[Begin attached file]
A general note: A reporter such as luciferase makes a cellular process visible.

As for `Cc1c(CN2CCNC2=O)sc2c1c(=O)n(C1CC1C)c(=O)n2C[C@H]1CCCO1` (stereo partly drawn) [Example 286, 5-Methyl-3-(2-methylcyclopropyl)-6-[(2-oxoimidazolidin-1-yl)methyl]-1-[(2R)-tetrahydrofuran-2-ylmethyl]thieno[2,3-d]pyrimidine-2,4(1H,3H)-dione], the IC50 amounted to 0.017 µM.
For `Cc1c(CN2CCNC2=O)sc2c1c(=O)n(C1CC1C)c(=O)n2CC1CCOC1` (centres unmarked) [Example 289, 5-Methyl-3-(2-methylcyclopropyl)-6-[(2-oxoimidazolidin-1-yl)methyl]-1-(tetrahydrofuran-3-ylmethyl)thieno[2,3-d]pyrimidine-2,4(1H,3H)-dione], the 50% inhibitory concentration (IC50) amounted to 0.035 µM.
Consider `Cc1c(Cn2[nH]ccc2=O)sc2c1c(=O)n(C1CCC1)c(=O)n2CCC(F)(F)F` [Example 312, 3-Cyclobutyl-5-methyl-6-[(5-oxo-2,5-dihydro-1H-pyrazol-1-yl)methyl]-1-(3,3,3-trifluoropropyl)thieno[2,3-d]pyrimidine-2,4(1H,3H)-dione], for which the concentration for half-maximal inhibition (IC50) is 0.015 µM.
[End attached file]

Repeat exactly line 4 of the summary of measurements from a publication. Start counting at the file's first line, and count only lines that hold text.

Consider `Cc1c(Cn2[nH]ccc2=O)sc2c1c(=O)n(C1CCC1)c(=O)n2CCC(F)(F)F` [Example 312, 3-Cyclobutyl-5-methyl-6-[(5-oxo-2,5-dihydro-1H-pyrazol-1-yl)methyl]-1-(3,3,3-trifluoropropyl)thieno[2,3-d]pyrimidine-2,4(1H,3H)-dione], for which the concentration for half-maximal inhibition (IC50) is 0.015 µM.